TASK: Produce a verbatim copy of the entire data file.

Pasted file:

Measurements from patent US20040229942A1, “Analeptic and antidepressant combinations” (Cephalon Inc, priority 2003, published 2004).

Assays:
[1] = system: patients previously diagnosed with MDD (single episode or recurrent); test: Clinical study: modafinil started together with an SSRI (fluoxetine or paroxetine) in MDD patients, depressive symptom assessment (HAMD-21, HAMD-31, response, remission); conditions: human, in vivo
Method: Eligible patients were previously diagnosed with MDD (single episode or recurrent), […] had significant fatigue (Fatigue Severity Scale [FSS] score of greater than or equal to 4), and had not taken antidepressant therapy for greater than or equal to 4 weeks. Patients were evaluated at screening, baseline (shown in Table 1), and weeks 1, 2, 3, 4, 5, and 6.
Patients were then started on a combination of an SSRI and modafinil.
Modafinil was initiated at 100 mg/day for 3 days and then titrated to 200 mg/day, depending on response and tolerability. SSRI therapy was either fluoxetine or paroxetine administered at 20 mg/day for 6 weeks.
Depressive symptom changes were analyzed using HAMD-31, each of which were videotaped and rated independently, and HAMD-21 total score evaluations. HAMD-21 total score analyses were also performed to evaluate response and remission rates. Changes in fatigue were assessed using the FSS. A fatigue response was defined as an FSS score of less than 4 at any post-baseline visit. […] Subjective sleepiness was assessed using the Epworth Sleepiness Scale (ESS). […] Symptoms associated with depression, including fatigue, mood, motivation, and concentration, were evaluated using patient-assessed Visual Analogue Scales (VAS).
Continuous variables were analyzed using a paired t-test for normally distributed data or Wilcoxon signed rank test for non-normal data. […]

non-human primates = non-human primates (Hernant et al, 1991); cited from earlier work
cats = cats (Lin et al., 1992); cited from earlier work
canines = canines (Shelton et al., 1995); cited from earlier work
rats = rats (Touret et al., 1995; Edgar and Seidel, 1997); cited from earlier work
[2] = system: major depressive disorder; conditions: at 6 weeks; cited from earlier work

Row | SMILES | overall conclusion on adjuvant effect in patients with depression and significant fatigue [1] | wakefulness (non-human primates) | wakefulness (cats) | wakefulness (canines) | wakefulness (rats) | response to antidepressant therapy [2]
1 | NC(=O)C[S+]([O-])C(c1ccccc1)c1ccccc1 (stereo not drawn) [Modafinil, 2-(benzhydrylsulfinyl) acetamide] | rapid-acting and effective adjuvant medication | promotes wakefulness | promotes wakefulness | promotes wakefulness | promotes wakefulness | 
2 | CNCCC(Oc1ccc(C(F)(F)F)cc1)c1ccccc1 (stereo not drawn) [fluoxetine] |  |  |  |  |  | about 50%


Measurements from patent US20040229942A1, “Analeptic and antidepressant combinations” (Cephalon Inc, priority 2003, published 2004).

Assays:
[1] = system: patients previously diagnosed with MDD (single episode or recurrent); test: Clinical study: modafinil started together with an SSRI (fluoxetine or paroxetine) in MDD patients, depressive symptom assessment (HAMD-21, HAMD-31, response, remission); conditions: human, in vivo
Method: Eligible patients were previously diagnosed with MDD (single episode or recurrent), […] had significant fatigue (Fatigue Severity Scale [FSS] score of greater than or equal to 4), and had not taken antidepressant therapy for greater than or equal to 4 weeks. Patients were evaluated at screening, baseline (shown in Table 1), and weeks 1, 2, 3, 4, 5, and 6.
Patients were then started on a combination of an SSRI and modafinil.
Modafinil was initiated at 100 mg/day for 3 days and then titrated to 200 mg/day, depending on response and tolerability. SSRI therapy was either fluoxetine or paroxetine administered at 20 mg/day for 6 weeks.
Depressive symptom changes were analyzed using HAMD-31, each of which were videotaped and rated independently, and HAMD-21 total score evaluations. HAMD-21 total score analyses were also performed to evaluate response and remission rates. Changes in fatigue were assessed using the FSS. A fatigue response was defined as an FSS score of less than 4 at any post-baseline visit. […] Subjective sleepiness was assessed using the Epworth Sleepiness Scale (ESS). […] Symptoms associated with depression, including fatigue, mood, motivation, and concentration, were evaluated using patient-assessed Visual Analogue Scales (VAS).
Continuous variables were analyzed using a paired t-test for normally distributed data or Wilcoxon signed rank test for non-normal data. […]

non-human primates = non-human primates (Hernant et al, 1991); cited from earlier work
cats = cats (Lin et al., 1992); cited from earlier work
canines = canines (Shelton et al., 1995); cited from earlier work
rats = rats (Touret et al., 1995; Edgar and Seidel, 1997); cited from earlier work
[2] = system: major depressive disorder; conditions: at 6 weeks; cited from earlier work

Row | SMILES | overall conclusion on adjuvant effect in patients with depression and significant fatigue [1] | wakefulness (non-human primates) | wakefulness (cats) | wakefulness (canines) | wakefulness (rats) | response to antidepressant therapy [2]
1 | NC(=O)C[S+]([O-])C(c1ccccc1)c1ccccc1 (stereo not drawn) [Modafinil, 2-(benzhydrylsulfinyl) acetamide] | rapid-acting and effective adjuvant medication | promotes wakefulness | promotes wakefulness | promotes wakefulness | promotes wakefulness | 
2 | CNCCC(Oc1ccc(C(F)(F)F)cc1)c1ccccc1 (stereo not drawn) [fluoxetine] |  |  |  |  |  | about 50%